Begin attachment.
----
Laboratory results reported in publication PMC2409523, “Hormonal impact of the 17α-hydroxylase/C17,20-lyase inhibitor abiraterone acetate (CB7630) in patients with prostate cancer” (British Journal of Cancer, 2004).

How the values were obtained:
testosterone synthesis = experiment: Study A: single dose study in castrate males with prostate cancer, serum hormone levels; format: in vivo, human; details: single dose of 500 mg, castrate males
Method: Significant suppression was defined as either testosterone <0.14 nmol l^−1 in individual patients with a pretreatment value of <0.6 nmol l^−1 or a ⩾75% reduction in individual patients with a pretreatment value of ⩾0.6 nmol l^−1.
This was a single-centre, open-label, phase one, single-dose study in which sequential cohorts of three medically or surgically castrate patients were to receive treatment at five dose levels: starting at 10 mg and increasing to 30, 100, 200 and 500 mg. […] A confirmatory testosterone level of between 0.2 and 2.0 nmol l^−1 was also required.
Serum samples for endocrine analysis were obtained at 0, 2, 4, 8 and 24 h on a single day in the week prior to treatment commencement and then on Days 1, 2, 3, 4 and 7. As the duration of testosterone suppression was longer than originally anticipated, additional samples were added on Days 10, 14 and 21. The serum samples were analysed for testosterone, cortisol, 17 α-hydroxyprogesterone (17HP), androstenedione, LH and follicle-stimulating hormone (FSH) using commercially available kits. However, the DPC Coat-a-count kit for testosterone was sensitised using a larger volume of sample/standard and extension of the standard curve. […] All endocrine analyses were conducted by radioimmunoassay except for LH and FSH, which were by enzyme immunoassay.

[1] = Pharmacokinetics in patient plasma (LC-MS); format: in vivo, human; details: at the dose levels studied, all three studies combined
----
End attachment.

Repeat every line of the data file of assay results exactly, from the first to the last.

Laboratory results reported in publication PMC2409523, “Hormonal impact of the 17α-hydroxylase/C17,20-lyase inhibitor abiraterone acetate (CB7630) in patients with prostate cancer” (British Journal of Cancer, 2004).

How the values were obtained:
testosterone synthesis = experiment: Study A: single dose study in castrate males with prostate cancer, serum hormone levels; format: in vivo, human; details: single dose of 500 mg, castrate males
Method: Significant suppression was defined as either testosterone <0.14 nmol l^−1 in individual patients with a pretreatment value of <0.6 nmol l^−1 or a ⩾75% reduction in individual patients with a pretreatment value of ⩾0.6 nmol l^−1.
This was a single-centre, open-label, phase one, single-dose study in which sequential cohorts of three medically or surgically castrate patients were to receive treatment at five dose levels: starting at 10 mg and increasing to 30, 100, 200 and 500 mg. […] A confirmatory testosterone level of between 0.2 and 2.0 nmol l^−1 was also required.
Serum samples for endocrine analysis were obtained at 0, 2, 4, 8 and 24 h on a single day in the week prior to treatment commencement and then on Days 1, 2, 3, 4 and 7. As the duration of testosterone suppression was longer than originally anticipated, additional samples were added on Days 10, 14 and 21. The serum samples were analysed for testosterone, cortisol, 17 α-hydroxyprogesterone (17HP), androstenedione, LH and follicle-stimulating hormone (FSH) using commercially available kits. However, the DPC Coat-a-count kit for testosterone was sensitised using a larger volume of sample/standard and extension of the standard curve. […] All endocrine analyses were conducted by radioimmunoassay except for LH and FSH, which were by enzyme immunoassay.

[1] = Pharmacokinetics in patient plasma (LC-MS); format: in vivo, human; details: at the dose levels studied, all three studies combined